Indefinite detention without trial is a stain on the ideals of human rights. But it is also a problem that has no easy answers.
Indefinite jail terms are not the solution
The European Court of Human Rights, overruling British courts, has ruled that the UK is stuck with Abu Qatada, once said to have been Osama bin Laden's right-hand man in Europe.
The radical cleric, arrested in the UK in 2002, was facing deportation to Jordan, where he was convicted in absentia for his role in 1999 and 2000 bomb plots. But the European court says some evidence against him may have been gained by torture, a human rights violation it calls significant enough to make deportation an abuse of his rights.
The ruling has enraged many Britons. If it stands, the tabloid Daily Mail says, Abu Qatada "will be freed in three months to a life on benefits with his wife and five children". The case also reminds us of the lingering problem of "war on terror" prisoners deprived of basic legal process.
The US base at Guantanamo still holds about 170 prisoners. The UK is still trying to deport half a dozen terror suspects. By "extraordinary rendition", the US has shipped others to states that use harsh interrogation.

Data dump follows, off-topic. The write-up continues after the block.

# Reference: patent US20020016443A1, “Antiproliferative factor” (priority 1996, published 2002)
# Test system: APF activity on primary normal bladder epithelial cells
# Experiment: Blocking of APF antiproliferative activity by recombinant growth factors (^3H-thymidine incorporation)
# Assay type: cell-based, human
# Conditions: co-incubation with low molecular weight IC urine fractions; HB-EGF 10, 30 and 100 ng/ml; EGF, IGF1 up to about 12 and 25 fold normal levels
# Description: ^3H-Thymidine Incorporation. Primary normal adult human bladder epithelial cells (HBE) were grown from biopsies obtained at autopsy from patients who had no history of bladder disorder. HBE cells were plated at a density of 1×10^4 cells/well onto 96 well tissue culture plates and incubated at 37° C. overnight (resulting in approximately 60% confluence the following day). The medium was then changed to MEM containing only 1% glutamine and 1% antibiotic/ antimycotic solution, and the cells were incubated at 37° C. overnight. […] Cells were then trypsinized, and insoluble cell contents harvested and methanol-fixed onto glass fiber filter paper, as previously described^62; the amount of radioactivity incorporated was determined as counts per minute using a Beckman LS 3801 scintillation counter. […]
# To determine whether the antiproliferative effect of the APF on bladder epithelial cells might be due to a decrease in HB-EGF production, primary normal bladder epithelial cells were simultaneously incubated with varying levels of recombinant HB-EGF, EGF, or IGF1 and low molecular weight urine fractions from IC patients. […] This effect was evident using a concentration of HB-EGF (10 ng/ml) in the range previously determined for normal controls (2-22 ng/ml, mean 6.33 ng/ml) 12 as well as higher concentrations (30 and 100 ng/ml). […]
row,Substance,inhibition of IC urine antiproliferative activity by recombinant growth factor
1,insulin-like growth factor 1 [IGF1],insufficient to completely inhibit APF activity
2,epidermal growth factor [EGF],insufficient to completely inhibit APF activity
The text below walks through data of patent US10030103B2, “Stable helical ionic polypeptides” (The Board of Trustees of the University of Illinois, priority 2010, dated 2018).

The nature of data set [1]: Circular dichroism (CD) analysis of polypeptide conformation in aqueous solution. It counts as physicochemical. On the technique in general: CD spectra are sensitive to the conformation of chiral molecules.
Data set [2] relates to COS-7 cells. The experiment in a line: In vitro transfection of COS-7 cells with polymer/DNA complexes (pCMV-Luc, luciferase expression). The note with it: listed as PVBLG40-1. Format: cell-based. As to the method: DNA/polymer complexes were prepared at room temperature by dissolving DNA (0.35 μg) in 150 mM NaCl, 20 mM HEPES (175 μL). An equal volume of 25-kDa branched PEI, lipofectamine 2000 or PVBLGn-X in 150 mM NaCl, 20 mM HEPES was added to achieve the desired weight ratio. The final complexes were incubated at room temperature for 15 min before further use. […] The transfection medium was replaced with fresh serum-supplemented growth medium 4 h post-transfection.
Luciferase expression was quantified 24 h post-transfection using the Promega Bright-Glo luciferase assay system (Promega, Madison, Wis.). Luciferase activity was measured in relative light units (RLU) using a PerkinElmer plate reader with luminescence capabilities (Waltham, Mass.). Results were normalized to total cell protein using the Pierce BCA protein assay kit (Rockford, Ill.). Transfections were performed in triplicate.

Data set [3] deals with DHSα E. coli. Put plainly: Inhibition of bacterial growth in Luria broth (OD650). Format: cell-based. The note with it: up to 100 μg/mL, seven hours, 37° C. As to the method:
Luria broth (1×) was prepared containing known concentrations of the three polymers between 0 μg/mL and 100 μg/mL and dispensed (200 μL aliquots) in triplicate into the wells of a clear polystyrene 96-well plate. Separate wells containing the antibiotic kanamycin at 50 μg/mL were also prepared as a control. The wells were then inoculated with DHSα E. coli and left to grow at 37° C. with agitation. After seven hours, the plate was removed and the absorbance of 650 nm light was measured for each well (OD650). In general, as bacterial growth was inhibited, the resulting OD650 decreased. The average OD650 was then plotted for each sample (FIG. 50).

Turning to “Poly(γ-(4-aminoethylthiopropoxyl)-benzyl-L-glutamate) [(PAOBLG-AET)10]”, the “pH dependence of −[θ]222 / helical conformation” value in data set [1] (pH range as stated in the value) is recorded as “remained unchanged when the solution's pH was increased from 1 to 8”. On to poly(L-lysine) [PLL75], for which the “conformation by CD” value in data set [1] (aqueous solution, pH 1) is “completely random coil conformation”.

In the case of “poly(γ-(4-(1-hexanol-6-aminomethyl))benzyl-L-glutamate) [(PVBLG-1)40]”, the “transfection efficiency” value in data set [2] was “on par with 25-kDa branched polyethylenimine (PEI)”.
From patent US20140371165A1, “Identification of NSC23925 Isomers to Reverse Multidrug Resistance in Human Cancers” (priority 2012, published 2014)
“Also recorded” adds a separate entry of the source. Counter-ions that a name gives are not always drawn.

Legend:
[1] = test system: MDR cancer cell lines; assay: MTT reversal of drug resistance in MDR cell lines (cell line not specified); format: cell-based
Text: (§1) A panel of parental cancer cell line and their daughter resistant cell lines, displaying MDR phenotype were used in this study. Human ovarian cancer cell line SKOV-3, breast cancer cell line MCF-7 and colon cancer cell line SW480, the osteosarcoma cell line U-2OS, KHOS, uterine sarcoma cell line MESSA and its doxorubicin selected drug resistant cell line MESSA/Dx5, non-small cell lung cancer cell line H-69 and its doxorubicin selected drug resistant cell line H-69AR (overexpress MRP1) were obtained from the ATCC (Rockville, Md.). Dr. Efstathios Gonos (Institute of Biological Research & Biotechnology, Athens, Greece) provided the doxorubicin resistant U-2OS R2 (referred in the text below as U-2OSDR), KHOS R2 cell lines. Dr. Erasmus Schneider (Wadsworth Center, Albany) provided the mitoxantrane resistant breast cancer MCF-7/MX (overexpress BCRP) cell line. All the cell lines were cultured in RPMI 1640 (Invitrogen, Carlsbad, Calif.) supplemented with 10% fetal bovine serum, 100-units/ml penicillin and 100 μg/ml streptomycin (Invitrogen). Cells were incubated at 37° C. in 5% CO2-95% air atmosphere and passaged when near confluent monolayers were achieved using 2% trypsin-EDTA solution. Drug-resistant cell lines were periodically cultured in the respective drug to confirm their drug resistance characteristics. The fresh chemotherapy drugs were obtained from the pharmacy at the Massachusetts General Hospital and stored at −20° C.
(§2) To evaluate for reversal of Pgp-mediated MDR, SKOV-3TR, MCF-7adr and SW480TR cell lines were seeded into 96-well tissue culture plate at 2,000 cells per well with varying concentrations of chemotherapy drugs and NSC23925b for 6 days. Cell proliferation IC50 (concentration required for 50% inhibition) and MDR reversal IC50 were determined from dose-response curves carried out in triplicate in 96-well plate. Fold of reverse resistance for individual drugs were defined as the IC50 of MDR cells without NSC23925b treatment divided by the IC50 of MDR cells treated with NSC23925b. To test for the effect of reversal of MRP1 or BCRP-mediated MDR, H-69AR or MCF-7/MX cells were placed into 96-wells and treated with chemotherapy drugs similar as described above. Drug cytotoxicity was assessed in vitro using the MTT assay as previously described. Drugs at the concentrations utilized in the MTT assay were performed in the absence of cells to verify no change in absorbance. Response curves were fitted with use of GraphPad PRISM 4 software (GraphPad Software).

These cases are by-products of the era of asymmetrical warfare. Governments holding such prisoners are unwilling, often for good reason, to free them, but can be equally reluctant to try them, because open trials could reveal secret intelligence sources or methods. Few other countries will consider accepting such people even if they can be extradited, unlike Abu Qatada.
In 2008, candidate Barack Obama pledged to close Guantanamo, but late last year the president signed into law a defence-spending bill that actually authorises the government to toss terror suspects, even US citizens, into indefinite military detention without charge or trial.
Indefinite detention without trial is a stain on ideals of human rights, and it becomes a rallying cry for other extremists. As with so many aspects of the "war on terror", this problem has no easy answers.
One possible solution may be found in the international war crimes court at Nuremberg after the Second World War. So far questions outnumber answers - under what laws could such trials proceed? - but the answers can be found if world leaders summon the political will to defend basic rights.